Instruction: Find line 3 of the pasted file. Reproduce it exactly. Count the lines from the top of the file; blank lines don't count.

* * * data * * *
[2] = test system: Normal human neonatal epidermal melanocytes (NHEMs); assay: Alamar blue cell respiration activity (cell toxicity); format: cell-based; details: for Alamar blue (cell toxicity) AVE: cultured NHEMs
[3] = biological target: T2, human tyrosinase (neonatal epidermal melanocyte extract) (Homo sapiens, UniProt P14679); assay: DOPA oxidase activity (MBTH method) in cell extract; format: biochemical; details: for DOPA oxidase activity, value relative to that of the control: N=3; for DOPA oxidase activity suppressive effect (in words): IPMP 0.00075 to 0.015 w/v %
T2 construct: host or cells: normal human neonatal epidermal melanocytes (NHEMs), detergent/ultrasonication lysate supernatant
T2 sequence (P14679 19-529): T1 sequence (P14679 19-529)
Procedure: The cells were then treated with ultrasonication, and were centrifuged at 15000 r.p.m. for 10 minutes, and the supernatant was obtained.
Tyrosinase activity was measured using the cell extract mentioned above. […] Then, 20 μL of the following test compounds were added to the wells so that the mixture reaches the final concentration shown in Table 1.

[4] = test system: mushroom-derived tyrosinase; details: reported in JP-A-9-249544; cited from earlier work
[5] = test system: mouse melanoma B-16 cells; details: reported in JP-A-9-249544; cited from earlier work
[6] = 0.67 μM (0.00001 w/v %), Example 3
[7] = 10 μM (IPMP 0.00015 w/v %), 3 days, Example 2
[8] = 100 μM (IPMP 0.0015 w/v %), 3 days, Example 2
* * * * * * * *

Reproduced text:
T2 construct: host or cells: normal human neonatal epidermal melanocytes (NHEMs), detergent/ultrasonication lysate supernatant